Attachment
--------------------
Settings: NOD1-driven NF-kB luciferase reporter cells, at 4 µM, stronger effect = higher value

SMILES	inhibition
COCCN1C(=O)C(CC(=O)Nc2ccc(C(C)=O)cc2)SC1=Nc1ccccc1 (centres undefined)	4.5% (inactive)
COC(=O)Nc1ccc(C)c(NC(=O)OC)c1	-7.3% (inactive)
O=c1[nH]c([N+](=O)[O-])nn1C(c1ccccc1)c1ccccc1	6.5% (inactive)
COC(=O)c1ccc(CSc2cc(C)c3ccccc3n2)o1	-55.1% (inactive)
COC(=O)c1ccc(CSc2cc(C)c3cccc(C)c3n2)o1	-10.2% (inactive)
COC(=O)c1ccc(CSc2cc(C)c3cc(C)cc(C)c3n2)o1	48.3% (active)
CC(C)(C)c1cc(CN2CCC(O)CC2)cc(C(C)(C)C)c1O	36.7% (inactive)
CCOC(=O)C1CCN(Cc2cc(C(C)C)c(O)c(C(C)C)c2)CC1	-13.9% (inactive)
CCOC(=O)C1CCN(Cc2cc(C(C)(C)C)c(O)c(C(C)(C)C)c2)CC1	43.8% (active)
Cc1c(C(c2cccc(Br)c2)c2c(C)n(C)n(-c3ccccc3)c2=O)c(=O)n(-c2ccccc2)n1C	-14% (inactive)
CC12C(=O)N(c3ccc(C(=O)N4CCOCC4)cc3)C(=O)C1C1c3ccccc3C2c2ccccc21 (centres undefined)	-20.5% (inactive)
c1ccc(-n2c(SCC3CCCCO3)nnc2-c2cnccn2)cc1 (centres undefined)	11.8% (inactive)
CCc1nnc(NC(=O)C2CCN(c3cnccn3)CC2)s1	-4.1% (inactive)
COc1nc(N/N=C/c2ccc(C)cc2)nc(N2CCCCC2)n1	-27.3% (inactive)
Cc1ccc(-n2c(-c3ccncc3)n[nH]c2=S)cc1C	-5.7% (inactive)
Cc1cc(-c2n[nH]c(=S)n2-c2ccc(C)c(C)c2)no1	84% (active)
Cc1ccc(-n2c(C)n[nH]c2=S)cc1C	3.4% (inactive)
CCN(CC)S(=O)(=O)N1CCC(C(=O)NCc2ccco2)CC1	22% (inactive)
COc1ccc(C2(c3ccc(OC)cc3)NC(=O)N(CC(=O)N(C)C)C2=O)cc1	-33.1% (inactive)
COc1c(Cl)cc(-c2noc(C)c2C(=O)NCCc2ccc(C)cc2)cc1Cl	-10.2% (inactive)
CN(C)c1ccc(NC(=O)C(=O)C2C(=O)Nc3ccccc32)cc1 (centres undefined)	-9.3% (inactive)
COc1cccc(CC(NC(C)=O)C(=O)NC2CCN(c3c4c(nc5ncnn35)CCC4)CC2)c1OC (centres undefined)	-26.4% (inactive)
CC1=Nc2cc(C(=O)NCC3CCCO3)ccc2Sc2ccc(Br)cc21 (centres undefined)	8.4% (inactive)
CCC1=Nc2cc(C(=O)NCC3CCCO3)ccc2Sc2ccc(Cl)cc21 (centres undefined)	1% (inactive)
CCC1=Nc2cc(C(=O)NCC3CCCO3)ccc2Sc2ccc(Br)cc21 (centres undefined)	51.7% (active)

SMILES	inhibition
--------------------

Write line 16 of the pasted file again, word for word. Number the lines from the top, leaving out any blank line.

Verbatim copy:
COc1nc(N/N=C/c2ccc(C)cc2)nc(N2CCCCC2)n1	-27.3% (inactive)